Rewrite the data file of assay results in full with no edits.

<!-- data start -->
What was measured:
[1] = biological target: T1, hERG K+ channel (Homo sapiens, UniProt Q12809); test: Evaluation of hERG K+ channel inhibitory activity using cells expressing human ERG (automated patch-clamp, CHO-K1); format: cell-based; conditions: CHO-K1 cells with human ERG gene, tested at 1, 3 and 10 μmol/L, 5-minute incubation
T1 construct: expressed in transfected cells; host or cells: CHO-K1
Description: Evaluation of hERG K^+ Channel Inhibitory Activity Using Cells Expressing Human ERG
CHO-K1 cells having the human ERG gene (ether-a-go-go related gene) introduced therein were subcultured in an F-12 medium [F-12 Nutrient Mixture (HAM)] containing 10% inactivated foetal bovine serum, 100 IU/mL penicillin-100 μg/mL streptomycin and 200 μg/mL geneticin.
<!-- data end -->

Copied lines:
What was measured:
[1] = biological target: T1, hERG K+ channel (Homo sapiens, UniProt Q12809); test: Evaluation of hERG K+ channel inhibitory activity using cells expressing human ERG (automated patch-clamp, CHO-K1); format: cell-based; conditions: CHO-K1 cells with human ERG gene, tested at 1, 3 and 10 μmol/L, 5-minute incubation
T1 construct: expressed in transfected cells; host or cells: CHO-K1
Description: Evaluation of hERG K^+ Channel Inhibitory Activity Using Cells Expressing Human ERG
CHO-K1 cells having the human ERG gene (ether-a-go-go related gene) introduced therein were subcultured in an F-12 medium [F-12 Nutrient Mixture (HAM)] containing 10% inactivated foetal bovine serum, 100 IU/mL penicillin-100 μg/mL streptomycin and 200 μg/mL geneticin.